Buffy and the Heroine’s Journey

Vampire Slayer as Feminine Chosen One

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About the Book

The worlds of Percy Jackson, Harry Potter, and other modern epics feature the Chosen One—an adolescent boy who defeats the Dark Lord and battles the sorrows of the world. Television’s Buffy the Vampire Slayer represents a different kind of epic—the heroine’s journey, not the hero’s. This provocative study explores how Buffy blends 1990s girl power and the path of the warrior woman with the oldest of mythic traditions. It chronicles her descent into death and subsequent return like the great goddesses of antiquity. As she sacrifices her life for the helpless, Buffy experiences the classic heroine’s quest, ascending to protector and queen in this timeless metaphor for growing into adulthood.

About the Author(s)

Valerie Estelle Frankel teaches English at Mission College and San Jose City College. The author of 60 popular culture books and more than 100 stories and essays, she lives in Sunnyvale, California.

Bibliographic Details

Valerie Estelle Frankel

Format: softcover (6 x 9)
Pages: 236
Bibliographic Info: 5 tables, appendices, bibliography, index
Copyright Date: 2012
pISBN: 978-0-7864-6792-1
eISBN: 978-0-7864-8943-5
Imprint: McFarland

Table of Contents

Acknowledgments      ix
Introduction      1

1. The Hero’s and Heroine’s Journey      5
2. Departing the Ordinary World—The Film      13
3. Refusing the Call, Accepting the Call      26
4. Allies and Enemies      42
5. Angel/Angelus      62
6. Embracing the Shadow: Faith      76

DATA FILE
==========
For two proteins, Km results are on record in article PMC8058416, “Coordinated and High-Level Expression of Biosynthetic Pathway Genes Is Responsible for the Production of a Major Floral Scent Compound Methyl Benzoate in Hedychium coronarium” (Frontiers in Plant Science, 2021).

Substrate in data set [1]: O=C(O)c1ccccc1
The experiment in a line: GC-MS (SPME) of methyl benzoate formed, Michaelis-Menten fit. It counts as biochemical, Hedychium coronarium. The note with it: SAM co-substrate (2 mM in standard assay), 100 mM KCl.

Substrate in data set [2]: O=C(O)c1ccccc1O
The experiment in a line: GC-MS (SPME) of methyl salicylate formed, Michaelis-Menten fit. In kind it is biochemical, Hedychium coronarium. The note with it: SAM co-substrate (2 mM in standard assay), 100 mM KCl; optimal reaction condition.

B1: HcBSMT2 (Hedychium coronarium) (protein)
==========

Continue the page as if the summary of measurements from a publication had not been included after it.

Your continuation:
7. The Rewards of Growing Up      93
8. Terrible Mother, Powerless Father      99
9. More Allies, More Enemies      110
10. Lover/Beast      125
11. The Powerful Feminine      145
12. Season Six and the Pain of Return      163
13. Leading the Next Generation      177
14. Downfall in Season Eight      189

Conclusion      204
Appendix I: Archetypes      205
Appendix II: Episode List, by Season      207
Bibliography      209
Index      215

Book Reviews & Awards

  • “for the viewer who wants a wise guide back through the darker inner circles of the Buffyverse, this book is an admirable Virgil”—Mythlore
  • “Frankel skillfully interweaves her knowledge of fairy tales and folklore, archetypal criticism, and psychoanalysis to reveal how the adventures of Buffy Summers, the heroine…embody the various stages of the heroine’s journey. Building on her expertise on the heroine’s journey, Frankel shines in her discussion of Buffy as epic…maintains an air of sophistication, supported by solid research, that scholars expect in a critical text…will surely earn a place on your own shelf”—Journal of the Fantastic in the Arts
  • “analyzes events in each season of Buffy, to demonstrate how the series combines contemporary female teenage life with aspects of classic mythic traditions as Buffy moves through each stage of her heroine journey”—Reference & Research Book News
  • “a must-read…fantastic…the meticulous research and knowledge of Buffy are very obvious”—Poetic License

Author Interview

Review Fix chats with author Valerie Estelle Frankel, who lets us know what makes Buffy The Vampire Slayer a special character and more in her book, Buffy and the Heroine’s Journey.

Review Fix: Why Buffy?